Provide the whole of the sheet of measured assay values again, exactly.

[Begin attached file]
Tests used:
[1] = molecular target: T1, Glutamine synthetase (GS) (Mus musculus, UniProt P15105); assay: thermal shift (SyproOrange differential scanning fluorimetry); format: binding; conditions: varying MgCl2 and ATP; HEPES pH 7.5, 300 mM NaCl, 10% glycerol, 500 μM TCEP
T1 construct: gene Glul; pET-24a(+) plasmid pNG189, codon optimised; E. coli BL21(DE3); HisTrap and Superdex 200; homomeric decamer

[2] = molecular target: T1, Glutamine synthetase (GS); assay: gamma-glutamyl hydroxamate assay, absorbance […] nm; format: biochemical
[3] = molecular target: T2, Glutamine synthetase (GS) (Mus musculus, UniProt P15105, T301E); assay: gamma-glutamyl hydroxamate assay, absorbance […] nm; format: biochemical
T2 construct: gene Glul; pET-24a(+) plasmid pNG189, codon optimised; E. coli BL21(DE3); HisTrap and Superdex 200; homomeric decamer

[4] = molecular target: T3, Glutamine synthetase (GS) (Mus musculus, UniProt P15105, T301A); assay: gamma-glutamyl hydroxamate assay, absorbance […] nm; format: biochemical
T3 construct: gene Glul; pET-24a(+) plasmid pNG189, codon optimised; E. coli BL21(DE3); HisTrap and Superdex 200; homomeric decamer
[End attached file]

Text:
Tests used:
[1] = molecular target: T1, Glutamine synthetase (GS) (Mus musculus, UniProt P15105); assay: thermal shift (SyproOrange differential scanning fluorimetry); format: binding; conditions: varying MgCl2 and ATP; HEPES pH 7.5, 300 mM NaCl, 10% glycerol, 500 μM TCEP
T1 construct: gene Glul; pET-24a(+) plasmid pNG189, codon optimised; E. coli BL21(DE3); HisTrap and Superdex 200; homomeric decamer

[2] = molecular target: T1, Glutamine synthetase (GS); assay: gamma-glutamyl hydroxamate assay, absorbance […] nm; format: biochemical
[3] = molecular target: T2, Glutamine synthetase (GS) (Mus musculus, UniProt P15105, T301E); assay: gamma-glutamyl hydroxamate assay, absorbance […] nm; format: biochemical
T2 construct: gene Glul; pET-24a(+) plasmid pNG189, codon optimised; E. coli BL21(DE3); HisTrap and Superdex 200; homomeric decamer

[4] = molecular target: T3, Glutamine synthetase (GS) (Mus musculus, UniProt P15105, T301A); assay: gamma-glutamyl hydroxamate assay, absorbance […] nm; format: biochemical
T3 construct: gene Glul; pET-24a(+) plasmid pNG189, codon optimised; E. coli BL21(DE3); HisTrap and Superdex 200; homomeric decamer